Date: Sat, 5 Jan 2013 07:38:48 -0500 From: T <kd1s.nospam@cox.nospam.net> To: telecomdigestmoderator.remove-this@and-this-too.telecom-digest.org. Subject: Re: hazard mitigation, was Disruptions: The Real Hazards of E-Devices on Planes Message-ID: <MPG.2b51e8e68e5bf2ab989d78@news.eternal-september.org> In article <20130102175633.GC887@telecom.csail.mit.edu>, bill@horneQRM.net says... > > On Wed, Jan 02, 2013 at 04:20:21PM +0000, danny burstein wrote: > > In <20130102082425.GA18755@telecom.csail.mit.edu> Bill Horne <bill@horneQRM.net> writes: > > [snip of some good comments re: security theater] > > > >> * They wish that terrorists will confine their attention to our air > >> transport industry, and not bother the millions of gallons of poison > >> gas - excuse me, I meant water treatment chemicals - that moves by > >> rail through our major cities on a daily basis. > > > > Actually... there's a huge amount of retrofitting and changes > > in high risk industries in general, and in water treatment > > plants in particular. Specifically because of post 9/11 concerns. > > > > Check with your local water treatment plant, for example. > > There's a good chance they've switched from using chlorine > > tanks, which if breached would cause massive ugliness, to > > using, umm, some chlorinated compound whose name escapes me. > > If the new stockpile was damaged it still wouldn't be any fun, > > but the destructive potential is far less. > > I'm sorry to say that the destructive potential is actually greater: > it's not our lives that terrorists want to end, but our life*style*. A > leak or spill of a less dangerous chemical is more disruptive than one > of chlorine gas, for several reasons: > > 1. There's only one procedure in place for chemical spills, and only > one option when they occur: evacuation and containment. It doesn't > matter if there "should" be a lower response level for a "less > dangerous" chemical: as a practical matter, the first-responders > must be trained to deal with each event in the same way. > > 2. No matter how dangerous the chemical, there will be panic. Every > mother will demand that her kid be removed from day care, and every > business in the affected area will have to shut down. > > 3. U.S. Media always hype the danger of any chemical spill, and so the > public perception of an attack will be as great, or greater, than > it would be for a chrorine leak. > > This thread is about the dangers of electronic devices on airplanes, > but it's also about the ways we assess and deal with risk. The most > effective terrorist attack is not a firestorm or a flood: it is the > smell of some unknown substance burning, combined with a leaking roof, > because the terrorist wants to leverage our own fear to maximize the > effect of his attacks. I'll paraphrase Bruce Schneier: Al Queda cannot > terrorize us. Only we can do that. > > Bill > > OBTelecom: If you think the cellular networks were jammed during > hurricane Sandy, wait until you try to make a call during a hypefest > event like a "Dangerous Chemical Spill". Having read FFIEC, NERC and PCI/DSS documents I can tell you that a lot of those are wishful thinking too, particularly FFIEC and NERC. PCI/DSS at least has some standards to which payment processors must adhere. But banking and energy - in essence all they have to do is log it.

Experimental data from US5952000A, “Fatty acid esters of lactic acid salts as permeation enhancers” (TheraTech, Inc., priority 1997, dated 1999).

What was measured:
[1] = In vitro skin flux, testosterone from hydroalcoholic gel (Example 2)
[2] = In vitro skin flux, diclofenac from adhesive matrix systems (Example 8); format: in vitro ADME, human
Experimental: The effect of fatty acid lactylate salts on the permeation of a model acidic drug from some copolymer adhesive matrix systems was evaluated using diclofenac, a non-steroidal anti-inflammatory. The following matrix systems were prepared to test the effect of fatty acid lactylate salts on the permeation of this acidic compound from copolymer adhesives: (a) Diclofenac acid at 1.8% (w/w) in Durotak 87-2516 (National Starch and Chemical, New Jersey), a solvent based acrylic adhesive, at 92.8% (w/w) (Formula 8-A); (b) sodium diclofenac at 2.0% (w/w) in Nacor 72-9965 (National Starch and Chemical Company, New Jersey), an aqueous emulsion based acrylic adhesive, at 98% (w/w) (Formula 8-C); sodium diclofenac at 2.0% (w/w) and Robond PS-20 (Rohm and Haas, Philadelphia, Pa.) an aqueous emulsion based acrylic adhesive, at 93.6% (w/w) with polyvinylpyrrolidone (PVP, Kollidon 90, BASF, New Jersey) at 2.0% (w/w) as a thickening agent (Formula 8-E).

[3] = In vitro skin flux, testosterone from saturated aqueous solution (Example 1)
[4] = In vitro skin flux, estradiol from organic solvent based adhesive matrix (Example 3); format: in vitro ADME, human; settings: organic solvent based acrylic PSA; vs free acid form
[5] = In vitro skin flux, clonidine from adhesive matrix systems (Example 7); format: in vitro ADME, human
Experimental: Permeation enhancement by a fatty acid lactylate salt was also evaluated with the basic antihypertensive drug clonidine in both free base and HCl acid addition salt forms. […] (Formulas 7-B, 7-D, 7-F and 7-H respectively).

Date: Sat, 5 Jan 2013 13:36:51 -0500 From: Monty Solomon <monty@roscom.com> To: telecomdigestmoderator.remove-this@and-this-too.telecom-digest.org. Subject: Google Maps is not blocking Windows Phone, Google says Message-ID: <p0624081bcd0e22e6cfc4@[]> Google Maps is not blocking Windows Phone, Google says By Salvador Rodriguez January 4, 2013 Google is denying reports online Friday that say the company started blocking Windows Phone users from accessing Google Maps amid tension in its relationship with Microsoft. Nothing has changed with the Google Maps service, the company told The Times. Google Maps simply was never designed to work with the Internet Explorer browser on the Windows Phone, according to Google. The company's specific technical explanation: "The mobile Web version of Google Maps is optimized for WebKit browsers such as Chrome and Safari. However, since Internet Explorer is not a WebKit browser, Windows Phone devices are not able to access Google Maps for the mobile Web." ... http://www.latimes.com/business/technology/la-fi-tn-google-maps-windows-phone-not-blocking-20130104,0,5808027.story